Announcement to the Diocese of Fairbanks of status transfer from
Congregation of Evangelization of the Peoples to Congregation for Bishops
Dear Brothers & Sisters in Christ,
I have blessed news! On November 11, Pope Francis announced that the Diocese of Fairbanks will transfer from the Congregation for the Evangelization of the Peoples (CEP) to the Congregation for Bishops. The CEP coordinates the Church’s initial missionary work around the world and supports dioceses with few resources to serve their small numbers of Catholics. This is an important milestone for our diocese because it reflects that the faith is now sufficiently established in northern Alaska to carry out our mission without financial help from the Holy See.
The Church in Alaska has a unique history. Thirty years after Jesuit missionaries brought Catholicism to the region in the late 1800s, the Vatican declared Alaska an Apostolic Vicariate--the first stage in the organization of a diocese. Initially, the entire state was considered a mission field and fell under the Congregation for the Propagation of the Faith, which became the Congregation for the Evangelization of Peoples (CEP) after Vatican II. By 1966, however, Alaska had been split into the Archdiocese of Anchorage, the Diocese of Juneau, and the Diocese of Fairbanks. Around then, many missionary dioceses in the lower 48 states exited the CEP, leaving the Diocese of Fairbanks the only mission diocese in the United States.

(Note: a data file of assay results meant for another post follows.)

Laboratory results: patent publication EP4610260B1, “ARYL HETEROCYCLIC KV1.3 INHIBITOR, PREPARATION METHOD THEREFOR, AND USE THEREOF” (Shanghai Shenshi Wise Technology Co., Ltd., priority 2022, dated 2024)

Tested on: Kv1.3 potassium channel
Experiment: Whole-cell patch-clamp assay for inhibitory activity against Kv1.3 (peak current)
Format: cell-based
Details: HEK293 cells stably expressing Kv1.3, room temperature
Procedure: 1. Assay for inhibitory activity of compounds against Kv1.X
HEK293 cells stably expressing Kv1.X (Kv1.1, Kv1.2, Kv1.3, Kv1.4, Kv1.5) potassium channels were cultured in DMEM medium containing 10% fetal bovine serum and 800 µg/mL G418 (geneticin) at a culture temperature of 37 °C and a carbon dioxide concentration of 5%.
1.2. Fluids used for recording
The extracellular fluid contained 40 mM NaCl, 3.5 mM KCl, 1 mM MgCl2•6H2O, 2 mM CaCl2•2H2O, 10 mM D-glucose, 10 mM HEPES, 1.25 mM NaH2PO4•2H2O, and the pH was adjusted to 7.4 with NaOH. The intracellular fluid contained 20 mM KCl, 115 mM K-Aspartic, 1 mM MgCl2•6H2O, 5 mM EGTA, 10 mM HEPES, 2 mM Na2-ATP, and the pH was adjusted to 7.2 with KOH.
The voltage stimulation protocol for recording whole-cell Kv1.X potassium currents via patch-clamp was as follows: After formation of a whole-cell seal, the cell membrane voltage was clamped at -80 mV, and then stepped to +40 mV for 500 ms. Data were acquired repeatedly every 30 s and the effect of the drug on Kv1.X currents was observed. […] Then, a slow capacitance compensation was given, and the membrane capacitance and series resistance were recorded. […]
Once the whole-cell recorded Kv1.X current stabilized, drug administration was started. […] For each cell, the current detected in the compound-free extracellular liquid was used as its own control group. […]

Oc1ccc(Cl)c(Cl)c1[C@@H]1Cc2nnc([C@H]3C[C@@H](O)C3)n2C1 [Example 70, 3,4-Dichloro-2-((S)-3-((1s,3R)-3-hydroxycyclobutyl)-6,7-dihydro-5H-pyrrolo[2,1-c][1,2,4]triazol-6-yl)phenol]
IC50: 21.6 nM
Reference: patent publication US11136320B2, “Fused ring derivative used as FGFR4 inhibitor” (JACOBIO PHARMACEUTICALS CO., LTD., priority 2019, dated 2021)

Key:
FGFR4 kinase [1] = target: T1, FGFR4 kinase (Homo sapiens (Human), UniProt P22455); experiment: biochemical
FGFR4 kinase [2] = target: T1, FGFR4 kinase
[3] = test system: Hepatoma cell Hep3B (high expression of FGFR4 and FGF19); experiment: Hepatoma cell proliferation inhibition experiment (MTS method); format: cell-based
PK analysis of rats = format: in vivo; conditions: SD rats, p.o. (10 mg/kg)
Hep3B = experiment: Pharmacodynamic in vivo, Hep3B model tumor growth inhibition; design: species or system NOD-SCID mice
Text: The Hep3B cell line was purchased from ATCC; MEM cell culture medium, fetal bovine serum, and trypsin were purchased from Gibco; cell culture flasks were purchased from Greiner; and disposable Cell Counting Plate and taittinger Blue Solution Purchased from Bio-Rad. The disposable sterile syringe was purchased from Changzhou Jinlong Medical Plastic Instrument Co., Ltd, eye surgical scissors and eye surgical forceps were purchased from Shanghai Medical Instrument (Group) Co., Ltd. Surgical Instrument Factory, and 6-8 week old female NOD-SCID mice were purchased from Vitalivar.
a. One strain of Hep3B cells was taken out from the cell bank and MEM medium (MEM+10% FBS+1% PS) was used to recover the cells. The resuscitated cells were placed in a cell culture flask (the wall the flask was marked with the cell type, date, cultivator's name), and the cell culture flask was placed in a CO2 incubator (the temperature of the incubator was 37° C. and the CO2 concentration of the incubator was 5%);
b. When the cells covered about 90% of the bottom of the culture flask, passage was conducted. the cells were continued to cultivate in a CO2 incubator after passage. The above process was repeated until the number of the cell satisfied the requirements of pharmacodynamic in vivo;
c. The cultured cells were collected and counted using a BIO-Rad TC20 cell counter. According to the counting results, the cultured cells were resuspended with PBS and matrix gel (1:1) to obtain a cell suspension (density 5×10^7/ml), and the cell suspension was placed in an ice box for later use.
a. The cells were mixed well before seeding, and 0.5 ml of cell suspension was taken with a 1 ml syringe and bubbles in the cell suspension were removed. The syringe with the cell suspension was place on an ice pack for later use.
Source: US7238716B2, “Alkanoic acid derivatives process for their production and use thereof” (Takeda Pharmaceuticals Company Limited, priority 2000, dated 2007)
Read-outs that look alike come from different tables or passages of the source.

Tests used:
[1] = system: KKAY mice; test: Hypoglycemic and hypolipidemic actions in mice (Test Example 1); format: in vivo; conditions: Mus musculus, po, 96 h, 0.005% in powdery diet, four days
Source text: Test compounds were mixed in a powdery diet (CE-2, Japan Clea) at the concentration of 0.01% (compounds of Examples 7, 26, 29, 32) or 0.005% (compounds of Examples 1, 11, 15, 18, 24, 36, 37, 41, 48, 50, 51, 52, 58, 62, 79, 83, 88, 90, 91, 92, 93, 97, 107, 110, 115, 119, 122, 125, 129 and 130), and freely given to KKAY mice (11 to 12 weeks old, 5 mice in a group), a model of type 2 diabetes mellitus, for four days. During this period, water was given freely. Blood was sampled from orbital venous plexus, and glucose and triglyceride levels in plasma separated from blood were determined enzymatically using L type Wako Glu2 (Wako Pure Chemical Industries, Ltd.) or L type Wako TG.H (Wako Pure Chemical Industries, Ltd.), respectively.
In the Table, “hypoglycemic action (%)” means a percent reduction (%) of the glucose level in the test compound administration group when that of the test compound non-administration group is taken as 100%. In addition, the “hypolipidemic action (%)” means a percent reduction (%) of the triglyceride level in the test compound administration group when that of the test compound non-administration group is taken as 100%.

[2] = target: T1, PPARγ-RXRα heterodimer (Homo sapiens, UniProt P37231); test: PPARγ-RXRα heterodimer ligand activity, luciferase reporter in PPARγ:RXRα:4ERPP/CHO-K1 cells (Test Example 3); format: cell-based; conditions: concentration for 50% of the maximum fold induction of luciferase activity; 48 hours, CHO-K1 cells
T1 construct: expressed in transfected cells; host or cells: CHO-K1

The following homily was delivered by Bishop Chad Zielinski on September 10, 2019 at a Gold Mass at St. Mark Catholic Church, located at the University of Fairbanks, Alaska.
As a high school student in the 1970s, I would watch a weekly TV series called “Paper Chase.” The storyline took place at a law school, and was about the interaction of students and professors. John Houseman, a British-American actor, played Professor Kingsfield. On the first day of Contract Law, Professor Kingsfield would begin class with his straightforward British wisdom, “You have come here with a skull full of mush and you will leave thinking like a lawyer.” As a young man, I was interested in law, and thought there was hope that I, too, might one day be transformed into a thinking lawyer.